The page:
Neil Simon (1927-2018)
He was ubiquitous when I was growing up—both the playwright and the screenwriter. Every week my brother and I watched the TV version of his hit movie which was based on his hit Broadway play, and which was called, in the opening TV credits, “Neil Simon's The Odd Couple.“ It was divorced men in New York City but my brother and I—kids in the Twin Cities—still identified. I was a Felix and my brother an Oscar. We had to live together. We had to share a room. Clean guys will be Felixes and messy guys Oscars for decades to come. He named us.
My father, eventually a divorced man, too, and doing a bad Walter Matthau, repeated the last line of this back-and-forth many times:
Oscar: Now kindly remove that spaghetti from my poker table.
Oscar: The hell's so funny?
Felix: It's not spaghetti, it's linguini.
[Oscar picks up the plate and hurls it against the kitchen wall]
Oscar: Now it's garbage.
Simon's first Broadway hit, “Come Blow Your Horn” in 1961, was about two brothers, and how the younger yearns for the playboy life that the older is realizing is empty. It was always about relationships with him. It was about yearning for what we don’t have—a lithe Cybill Shepherd suddenly appearing on your honeymoon. It was about opposites: sloppy vs. neat; conservative vs. liberal; east coast/west coast; calm and volcanic.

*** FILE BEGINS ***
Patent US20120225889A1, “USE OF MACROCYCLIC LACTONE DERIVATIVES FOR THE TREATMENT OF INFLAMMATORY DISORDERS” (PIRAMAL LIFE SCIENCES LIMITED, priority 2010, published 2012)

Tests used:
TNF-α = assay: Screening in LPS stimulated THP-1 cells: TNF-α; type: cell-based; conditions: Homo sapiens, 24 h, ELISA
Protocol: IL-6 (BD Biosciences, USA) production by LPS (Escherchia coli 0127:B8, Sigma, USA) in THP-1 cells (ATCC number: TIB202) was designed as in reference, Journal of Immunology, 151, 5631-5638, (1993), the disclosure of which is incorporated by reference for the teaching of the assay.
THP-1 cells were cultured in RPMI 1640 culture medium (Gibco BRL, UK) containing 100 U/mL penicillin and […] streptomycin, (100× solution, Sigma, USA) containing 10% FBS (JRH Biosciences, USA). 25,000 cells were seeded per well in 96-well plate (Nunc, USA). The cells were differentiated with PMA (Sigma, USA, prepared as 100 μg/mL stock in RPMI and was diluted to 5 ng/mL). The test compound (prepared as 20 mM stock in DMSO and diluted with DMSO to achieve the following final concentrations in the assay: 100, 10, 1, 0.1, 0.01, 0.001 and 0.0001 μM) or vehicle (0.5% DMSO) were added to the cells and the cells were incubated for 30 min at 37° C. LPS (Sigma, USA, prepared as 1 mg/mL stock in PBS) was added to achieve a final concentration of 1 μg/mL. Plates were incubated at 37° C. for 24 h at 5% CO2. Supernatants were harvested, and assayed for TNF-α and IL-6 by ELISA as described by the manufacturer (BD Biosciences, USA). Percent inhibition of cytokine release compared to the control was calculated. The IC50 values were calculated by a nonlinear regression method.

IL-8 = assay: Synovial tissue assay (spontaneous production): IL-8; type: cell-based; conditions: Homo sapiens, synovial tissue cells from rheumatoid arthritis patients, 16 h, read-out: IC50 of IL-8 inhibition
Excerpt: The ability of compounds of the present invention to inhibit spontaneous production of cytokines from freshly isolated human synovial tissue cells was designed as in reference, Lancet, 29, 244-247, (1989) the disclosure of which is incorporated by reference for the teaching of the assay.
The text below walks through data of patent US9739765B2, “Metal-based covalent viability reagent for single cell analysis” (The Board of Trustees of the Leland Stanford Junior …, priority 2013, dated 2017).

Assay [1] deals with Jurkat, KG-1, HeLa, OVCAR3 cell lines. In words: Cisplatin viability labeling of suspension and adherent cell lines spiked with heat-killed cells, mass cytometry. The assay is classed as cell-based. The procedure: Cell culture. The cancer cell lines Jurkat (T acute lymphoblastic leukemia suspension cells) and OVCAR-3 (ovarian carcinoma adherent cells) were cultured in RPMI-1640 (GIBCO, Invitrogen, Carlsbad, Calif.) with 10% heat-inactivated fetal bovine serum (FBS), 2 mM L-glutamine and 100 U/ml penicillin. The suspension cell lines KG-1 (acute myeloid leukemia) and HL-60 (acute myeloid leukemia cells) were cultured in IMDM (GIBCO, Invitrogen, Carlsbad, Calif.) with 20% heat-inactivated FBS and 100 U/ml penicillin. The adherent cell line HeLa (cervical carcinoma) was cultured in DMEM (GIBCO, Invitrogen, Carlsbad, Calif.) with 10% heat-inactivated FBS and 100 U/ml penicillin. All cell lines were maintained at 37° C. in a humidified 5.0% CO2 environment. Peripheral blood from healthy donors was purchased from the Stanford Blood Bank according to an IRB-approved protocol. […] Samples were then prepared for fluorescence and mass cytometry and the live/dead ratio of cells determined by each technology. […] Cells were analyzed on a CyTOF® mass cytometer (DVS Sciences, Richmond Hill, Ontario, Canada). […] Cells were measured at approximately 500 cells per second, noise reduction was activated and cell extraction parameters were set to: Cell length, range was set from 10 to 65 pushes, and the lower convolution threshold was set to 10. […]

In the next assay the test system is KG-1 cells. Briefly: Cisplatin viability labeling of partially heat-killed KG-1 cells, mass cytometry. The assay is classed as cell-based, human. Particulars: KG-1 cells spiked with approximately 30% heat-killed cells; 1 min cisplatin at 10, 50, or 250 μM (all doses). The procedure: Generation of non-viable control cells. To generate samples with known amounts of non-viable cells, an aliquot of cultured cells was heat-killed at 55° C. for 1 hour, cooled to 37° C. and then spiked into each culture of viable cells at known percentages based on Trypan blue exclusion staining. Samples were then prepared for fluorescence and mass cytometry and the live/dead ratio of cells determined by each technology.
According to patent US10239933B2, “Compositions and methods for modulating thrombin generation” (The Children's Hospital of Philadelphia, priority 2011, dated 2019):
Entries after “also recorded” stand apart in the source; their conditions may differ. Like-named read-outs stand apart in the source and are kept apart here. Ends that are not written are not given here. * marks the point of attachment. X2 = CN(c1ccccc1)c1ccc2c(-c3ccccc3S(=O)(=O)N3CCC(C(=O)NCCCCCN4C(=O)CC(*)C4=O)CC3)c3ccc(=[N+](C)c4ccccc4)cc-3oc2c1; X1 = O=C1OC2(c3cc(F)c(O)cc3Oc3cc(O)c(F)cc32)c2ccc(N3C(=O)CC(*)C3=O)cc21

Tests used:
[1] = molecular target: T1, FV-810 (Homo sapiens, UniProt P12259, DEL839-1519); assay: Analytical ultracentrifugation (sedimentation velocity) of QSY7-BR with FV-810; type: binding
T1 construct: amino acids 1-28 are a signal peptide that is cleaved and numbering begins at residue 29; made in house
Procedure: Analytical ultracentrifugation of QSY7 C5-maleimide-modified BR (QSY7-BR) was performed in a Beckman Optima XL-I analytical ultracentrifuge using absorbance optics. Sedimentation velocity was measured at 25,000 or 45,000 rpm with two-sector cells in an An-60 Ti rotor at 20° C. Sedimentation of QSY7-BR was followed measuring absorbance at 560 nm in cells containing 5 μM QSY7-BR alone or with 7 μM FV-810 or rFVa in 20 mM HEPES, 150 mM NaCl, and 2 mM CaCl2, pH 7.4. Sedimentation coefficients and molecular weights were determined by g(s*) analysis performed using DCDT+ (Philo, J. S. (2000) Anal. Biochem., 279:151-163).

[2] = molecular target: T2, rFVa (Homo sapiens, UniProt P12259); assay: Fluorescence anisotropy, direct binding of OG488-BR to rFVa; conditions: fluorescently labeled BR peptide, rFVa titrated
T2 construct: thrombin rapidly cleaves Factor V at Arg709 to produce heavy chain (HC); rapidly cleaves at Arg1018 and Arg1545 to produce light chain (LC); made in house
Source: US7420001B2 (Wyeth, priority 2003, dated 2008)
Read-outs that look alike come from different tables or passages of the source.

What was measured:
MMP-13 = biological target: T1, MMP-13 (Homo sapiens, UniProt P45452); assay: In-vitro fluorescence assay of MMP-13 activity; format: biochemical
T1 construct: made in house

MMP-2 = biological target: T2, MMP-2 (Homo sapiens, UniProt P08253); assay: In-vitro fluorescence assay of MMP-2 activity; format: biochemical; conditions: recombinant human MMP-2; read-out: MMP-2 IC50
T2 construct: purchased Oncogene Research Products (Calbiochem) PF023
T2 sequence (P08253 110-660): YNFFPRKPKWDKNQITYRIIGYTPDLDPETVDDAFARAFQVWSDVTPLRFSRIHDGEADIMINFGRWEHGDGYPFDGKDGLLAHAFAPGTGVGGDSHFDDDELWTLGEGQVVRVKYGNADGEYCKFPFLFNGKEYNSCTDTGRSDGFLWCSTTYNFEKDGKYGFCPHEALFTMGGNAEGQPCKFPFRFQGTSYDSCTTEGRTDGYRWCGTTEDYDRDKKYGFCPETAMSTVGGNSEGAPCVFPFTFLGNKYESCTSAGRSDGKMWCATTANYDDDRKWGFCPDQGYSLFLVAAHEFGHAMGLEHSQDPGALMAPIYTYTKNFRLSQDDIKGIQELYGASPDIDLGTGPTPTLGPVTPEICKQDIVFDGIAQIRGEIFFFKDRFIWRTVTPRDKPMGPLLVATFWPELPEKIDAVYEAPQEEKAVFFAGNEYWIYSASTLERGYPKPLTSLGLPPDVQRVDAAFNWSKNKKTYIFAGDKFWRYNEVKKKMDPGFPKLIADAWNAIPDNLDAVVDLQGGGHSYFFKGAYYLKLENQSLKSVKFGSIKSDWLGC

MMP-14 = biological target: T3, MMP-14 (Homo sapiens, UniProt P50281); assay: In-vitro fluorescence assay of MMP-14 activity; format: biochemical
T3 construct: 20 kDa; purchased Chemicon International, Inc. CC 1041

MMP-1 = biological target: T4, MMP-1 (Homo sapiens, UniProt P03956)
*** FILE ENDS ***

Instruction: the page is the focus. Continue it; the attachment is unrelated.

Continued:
In just 10 years of hit plays, he went through the heterosexual relationship life cycle:
- before (“Come Blow Your Horn”)
- during (“Barefoot in the Park”)
- after (“The Odd Couple”)
- after the after (“The Sunshine Boys”)
I should revisit some of this. When was the last time I saw “The Goodbye Girl” or “The Cheap Detective”? A more recent watch, “California Suite,” I thought was half of a great movie, and again it was the opposites that attracted me: the calm men (Alan Alda, Michael Caine) and frenetic/worried women (Jane Fonda, Maggie Smith). One couple is divorced and bicoastal; the other is still at it even though he’s gay. It’s a moving, farsighted portrayal of a closeted gay man. These two great vignettes are sadly sandwiched among slapsticky bits.
I caught bits of him in the ’80s (“Max Dugan Returns”; “Biloxi Blues”) but lost track by the ’90s. I’ve heard “Broadway Bound” is particularly good; ditto “Lost in Yonkers.”
The following scene was shared on social media today. It's Oscar talking to Felix:
You leave me little notes on my pillow. I told you 158 times I can't stand little notes on my pillow! ‘We are all out of Corn Flakes. -F.U.’ It took me three hours to figure out that ‘F.U.’ was Felix Ungar!
My father thought the line so good he wondered if Simon named the character that just for the joke. He always wanted to ask him.